Culture is a unique part of every country, organisation, business, family and Church in the world and it doesn’t take long, when spending time immersed in these places, to sense whether the culture is healthy. For the purpose of this article we will focus in on Church culture and when observing Church culture, it is worthwhile considering what makes a culture healthy and how a culture develops.
I’m sure many people reading this would have visited a Church that they immediately connected with, but on the flipside of the same coin, we can probably think of that memorable visit to a new Church, where we were left sitting on our own as the regulars gravitated to their usual friends and we felt like we had leprosy that we weren’t aware of until that moment! Two separate Church visits can be like chalk and cheese, but what happens at one Church to make it a pleasant experience, that doesn’t happen at the other Church leaving you not wanting to go back?
Craig Groeschel from LifeChurch says that “Culture is a combination of what we create and what we allow.” In other words, healthy culture doesn’t happen by accident, but an unhealthy culture can if we allow it to. We can define a desirable culture and talk about it, but if we allow regular unhealthy habits to occur our culture won’t end up being what we are trying to create, but rather it will be shaped more by what we allow. So, what are some ways we can build a healthy culture?
1. Look to Christ
When I think of a healthy Church culture, it is one that is hungry for God and passionately embraces people from every walk of life with selfless service and unconditional love. A healthy Church is a people who radiate God’s love and when pre-Christian people encounter us they should feel the warmth of Christ through us. We can dream up things we want in a healthy Church culture or we can save the trouble and take Jesus at His Word. When asked what the Greatest commandment is Jesus responded by saying “Love the Lord your God with all your heart and with all your soul and with all your mind. This is the first and greatest commandment. And the second is like it: ‘Love your neighbour as yourself.” Any healthy Church culture will take seriously the words of Christ and these two pillars must be the starting point for any healthy Church culture. Show me a healthy Church and I will show you a Church of passionate praise, humble worship and prayerful pursuit of God. I will also show you a Church marked by grace, filled with compassion and determined to reach the lost, feed the hungry and love one another.
2. Communicate the culture
A healthy culture won’t happen by accident, so as leaders we must communicate the culture every opportunity we get. We shouldn’t make the mistake of communicating the culture once and assuming everyone got it and will now live it. Bill Hybels says that “vision leaks” and similarly culture is only created when it is consistently communicated over and over again. The Lead Pastor of a Church can communicate a culture, but it’s only when that communication culminates in shared values and shared communication that a culture really develops. A leader once told me if you feel like you are communicating something too much, it is probably just enough and so try and see every catch-up, every conversation, every announcement and every message as a chance to communicate culture! If you are a leader consider how you can contribute to communicating culture.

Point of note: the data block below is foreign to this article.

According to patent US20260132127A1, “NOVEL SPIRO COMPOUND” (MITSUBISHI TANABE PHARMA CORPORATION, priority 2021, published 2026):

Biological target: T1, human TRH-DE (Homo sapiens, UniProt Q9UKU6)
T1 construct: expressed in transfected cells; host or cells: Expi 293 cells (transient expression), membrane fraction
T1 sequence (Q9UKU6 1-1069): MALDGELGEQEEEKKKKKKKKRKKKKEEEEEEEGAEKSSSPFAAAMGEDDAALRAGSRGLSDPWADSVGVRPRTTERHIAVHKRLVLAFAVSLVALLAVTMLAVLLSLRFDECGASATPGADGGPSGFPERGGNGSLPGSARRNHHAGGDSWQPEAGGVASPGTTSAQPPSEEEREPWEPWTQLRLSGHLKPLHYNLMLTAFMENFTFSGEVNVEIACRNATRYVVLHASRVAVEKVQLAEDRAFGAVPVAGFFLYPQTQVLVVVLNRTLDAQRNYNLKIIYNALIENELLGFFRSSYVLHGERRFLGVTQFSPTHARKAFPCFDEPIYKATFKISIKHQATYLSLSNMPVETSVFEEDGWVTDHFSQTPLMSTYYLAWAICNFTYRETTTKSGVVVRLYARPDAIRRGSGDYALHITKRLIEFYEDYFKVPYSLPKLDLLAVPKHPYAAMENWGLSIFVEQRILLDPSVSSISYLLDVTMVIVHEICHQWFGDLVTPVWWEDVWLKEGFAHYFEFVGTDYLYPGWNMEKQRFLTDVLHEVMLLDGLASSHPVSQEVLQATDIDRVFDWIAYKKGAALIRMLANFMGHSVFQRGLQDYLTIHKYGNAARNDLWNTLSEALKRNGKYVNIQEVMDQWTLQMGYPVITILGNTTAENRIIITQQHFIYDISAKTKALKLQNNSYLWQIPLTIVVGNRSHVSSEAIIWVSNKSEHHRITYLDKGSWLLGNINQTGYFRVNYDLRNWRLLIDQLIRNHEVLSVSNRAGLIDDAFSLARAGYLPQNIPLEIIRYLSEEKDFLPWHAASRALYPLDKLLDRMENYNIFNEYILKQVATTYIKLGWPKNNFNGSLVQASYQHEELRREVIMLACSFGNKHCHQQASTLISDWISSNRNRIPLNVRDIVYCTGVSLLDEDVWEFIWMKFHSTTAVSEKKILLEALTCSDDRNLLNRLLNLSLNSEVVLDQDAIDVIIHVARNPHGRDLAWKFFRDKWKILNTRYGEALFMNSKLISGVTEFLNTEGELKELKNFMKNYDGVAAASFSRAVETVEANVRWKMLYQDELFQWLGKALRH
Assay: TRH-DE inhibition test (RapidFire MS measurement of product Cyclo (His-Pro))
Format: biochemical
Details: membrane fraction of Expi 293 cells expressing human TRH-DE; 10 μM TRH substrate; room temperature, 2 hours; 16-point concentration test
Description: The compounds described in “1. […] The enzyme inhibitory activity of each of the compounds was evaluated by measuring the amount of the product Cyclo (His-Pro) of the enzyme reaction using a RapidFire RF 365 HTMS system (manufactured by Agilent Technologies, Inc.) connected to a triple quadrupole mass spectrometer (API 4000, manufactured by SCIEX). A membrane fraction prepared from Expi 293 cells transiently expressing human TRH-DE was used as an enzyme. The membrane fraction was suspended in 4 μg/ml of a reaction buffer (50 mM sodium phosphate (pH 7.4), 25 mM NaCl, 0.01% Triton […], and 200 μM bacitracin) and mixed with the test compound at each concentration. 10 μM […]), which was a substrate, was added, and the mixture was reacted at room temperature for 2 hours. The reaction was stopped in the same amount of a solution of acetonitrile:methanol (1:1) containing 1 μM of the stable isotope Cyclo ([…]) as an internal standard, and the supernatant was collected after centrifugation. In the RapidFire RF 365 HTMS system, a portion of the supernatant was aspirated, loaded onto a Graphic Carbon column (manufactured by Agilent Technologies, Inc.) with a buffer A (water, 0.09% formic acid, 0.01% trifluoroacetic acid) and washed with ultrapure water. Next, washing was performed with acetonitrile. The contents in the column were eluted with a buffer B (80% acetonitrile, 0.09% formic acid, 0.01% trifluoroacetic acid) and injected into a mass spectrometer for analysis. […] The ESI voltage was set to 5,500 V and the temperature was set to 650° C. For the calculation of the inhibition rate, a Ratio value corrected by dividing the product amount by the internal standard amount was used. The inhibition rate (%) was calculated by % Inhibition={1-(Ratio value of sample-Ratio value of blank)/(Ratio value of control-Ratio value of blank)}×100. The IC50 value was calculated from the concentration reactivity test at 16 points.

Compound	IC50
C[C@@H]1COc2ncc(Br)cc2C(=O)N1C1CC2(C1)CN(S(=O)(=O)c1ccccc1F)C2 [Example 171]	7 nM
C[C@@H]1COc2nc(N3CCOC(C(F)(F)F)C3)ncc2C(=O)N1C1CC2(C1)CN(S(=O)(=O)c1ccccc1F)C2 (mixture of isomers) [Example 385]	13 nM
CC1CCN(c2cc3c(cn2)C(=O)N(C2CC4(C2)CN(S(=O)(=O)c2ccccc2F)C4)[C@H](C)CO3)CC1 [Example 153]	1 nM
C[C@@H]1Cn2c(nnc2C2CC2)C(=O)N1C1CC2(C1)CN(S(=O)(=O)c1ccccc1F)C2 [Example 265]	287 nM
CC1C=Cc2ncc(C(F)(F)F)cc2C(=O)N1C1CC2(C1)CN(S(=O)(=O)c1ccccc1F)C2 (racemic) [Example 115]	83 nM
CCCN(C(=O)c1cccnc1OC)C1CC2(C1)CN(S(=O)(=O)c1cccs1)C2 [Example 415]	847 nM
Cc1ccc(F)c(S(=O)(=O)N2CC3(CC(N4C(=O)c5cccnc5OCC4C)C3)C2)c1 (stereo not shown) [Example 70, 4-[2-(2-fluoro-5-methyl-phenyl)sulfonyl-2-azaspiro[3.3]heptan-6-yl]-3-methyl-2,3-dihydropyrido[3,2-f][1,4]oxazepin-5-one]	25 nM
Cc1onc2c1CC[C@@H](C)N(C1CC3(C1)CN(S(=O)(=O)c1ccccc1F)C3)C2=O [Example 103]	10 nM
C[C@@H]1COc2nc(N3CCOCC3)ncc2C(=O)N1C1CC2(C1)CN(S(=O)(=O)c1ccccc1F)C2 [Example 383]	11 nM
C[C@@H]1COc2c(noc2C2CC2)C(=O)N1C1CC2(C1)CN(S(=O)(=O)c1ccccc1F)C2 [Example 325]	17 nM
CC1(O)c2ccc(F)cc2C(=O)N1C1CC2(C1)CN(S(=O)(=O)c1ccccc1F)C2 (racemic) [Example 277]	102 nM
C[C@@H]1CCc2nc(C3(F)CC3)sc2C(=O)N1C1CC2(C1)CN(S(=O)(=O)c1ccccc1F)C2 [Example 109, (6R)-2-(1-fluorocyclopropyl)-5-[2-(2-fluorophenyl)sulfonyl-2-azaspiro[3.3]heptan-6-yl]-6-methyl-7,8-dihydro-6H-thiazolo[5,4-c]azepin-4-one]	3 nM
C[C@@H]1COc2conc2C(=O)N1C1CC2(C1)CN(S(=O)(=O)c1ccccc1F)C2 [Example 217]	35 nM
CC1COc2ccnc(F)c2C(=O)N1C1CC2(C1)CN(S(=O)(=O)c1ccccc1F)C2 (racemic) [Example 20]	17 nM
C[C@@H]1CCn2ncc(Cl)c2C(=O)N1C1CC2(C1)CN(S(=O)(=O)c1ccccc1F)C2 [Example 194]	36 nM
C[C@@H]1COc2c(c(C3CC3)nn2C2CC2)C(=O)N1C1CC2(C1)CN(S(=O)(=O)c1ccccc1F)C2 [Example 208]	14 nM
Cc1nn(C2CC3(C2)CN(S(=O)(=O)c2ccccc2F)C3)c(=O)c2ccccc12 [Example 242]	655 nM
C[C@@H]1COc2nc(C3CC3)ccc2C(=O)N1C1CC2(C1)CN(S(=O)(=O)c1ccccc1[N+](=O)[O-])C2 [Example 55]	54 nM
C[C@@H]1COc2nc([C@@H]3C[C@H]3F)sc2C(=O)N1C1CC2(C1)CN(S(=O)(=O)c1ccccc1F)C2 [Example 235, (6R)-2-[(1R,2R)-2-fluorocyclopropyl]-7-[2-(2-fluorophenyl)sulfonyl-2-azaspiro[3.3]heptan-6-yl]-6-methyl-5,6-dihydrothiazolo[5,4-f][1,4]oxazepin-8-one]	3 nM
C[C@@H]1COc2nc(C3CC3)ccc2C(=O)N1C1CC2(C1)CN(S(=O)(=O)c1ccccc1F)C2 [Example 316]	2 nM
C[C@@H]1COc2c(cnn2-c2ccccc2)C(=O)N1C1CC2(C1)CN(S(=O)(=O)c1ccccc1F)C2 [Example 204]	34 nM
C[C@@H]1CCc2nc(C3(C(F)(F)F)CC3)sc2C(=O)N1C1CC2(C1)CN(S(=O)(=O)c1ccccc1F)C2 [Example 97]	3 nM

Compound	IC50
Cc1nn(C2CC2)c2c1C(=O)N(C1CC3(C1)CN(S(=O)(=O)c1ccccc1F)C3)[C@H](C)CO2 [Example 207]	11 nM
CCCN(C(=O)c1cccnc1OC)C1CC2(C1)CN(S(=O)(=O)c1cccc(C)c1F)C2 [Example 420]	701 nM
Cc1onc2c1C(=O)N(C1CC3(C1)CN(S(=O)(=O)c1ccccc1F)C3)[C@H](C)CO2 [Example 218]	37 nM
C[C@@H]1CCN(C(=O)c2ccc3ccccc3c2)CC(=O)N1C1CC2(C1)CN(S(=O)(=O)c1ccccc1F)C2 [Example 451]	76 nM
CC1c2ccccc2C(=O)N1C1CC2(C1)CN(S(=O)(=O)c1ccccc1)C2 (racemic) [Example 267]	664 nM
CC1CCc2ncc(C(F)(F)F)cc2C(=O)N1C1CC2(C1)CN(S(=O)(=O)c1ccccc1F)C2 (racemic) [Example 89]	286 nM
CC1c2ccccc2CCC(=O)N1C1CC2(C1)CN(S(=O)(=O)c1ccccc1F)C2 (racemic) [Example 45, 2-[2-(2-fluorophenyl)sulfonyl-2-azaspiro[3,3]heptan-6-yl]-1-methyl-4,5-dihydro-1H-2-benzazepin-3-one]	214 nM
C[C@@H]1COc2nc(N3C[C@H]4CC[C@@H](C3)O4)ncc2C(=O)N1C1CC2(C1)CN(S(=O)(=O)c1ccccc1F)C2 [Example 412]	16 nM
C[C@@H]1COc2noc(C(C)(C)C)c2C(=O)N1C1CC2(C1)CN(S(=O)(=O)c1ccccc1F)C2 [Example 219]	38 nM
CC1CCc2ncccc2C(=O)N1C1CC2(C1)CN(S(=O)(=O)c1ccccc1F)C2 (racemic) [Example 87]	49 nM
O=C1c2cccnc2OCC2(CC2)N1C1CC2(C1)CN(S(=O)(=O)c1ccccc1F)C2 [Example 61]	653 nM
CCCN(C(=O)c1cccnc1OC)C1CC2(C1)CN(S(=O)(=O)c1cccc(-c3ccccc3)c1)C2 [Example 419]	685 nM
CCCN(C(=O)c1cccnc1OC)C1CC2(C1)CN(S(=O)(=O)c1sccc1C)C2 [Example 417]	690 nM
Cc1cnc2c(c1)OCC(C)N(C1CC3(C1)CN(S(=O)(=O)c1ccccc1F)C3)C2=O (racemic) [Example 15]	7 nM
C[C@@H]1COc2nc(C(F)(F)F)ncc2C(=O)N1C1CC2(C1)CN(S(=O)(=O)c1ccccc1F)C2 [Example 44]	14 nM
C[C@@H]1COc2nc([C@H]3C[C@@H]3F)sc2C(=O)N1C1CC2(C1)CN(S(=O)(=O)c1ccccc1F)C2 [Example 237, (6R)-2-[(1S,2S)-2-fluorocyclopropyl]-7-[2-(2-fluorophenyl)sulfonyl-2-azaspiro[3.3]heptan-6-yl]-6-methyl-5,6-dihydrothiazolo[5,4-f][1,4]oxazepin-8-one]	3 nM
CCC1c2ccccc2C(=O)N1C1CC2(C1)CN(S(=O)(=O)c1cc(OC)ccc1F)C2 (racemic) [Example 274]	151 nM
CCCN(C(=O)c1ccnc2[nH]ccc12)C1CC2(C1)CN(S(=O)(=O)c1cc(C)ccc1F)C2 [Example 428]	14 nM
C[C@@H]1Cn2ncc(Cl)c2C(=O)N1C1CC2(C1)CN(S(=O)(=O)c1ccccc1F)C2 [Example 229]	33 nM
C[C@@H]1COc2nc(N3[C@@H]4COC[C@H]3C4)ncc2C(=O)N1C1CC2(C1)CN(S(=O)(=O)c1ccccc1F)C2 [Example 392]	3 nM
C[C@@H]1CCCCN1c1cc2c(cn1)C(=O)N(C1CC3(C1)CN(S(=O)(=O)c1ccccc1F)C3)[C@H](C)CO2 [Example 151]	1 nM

3. Live the culture
One of the greatest criticisms of Christians is that we are hypocritical. It is hard to deny the truth of that because most of us will readily admit that we regularly fall short of our own expectations, let alone God’s. One thing I’ve come to realise in recent years is that people aren’t looking for people who are perfect, they are looking for people who are real. Jesus said of the Pharisees “do what they say, but don’t do what they do because they don’t practice what they preach”. I certainly hope that people wouldn’t say the same of us! If we want a culture of love for God and love for one another, the critical thing is that we draw on the Holy Spirit to help us live it. People aren’t attracted to what we say, they are attracted to who we are, and as Christians we are ambassadors and representatives of Jesus to the world around us. What could be more attractive than that? I once spoke to a guy who was in a small group and he told me he wasn’t going to go any longer. The reason he gave is that it seemed to him that all of the other group members “had it all together”, with the implication being that they weren’t being real. I knew him well, and as a result knew the things that were happening in his life, but I suggested that if I didn’t know him that well I would look at his life and assume that he had it all together. I challenged him that if he wanted a different culture to the one he was experiencing that he should live the culture and be the change! The best way to shape a culture is to live a culture. We live in a consumeristic culture that has seeped its way into Church life, but as leaders we should focus more on creating culture and less on consuming it.
There are many things to say when it comes to creating culture, but hopefully these are three simple steps to get us started.
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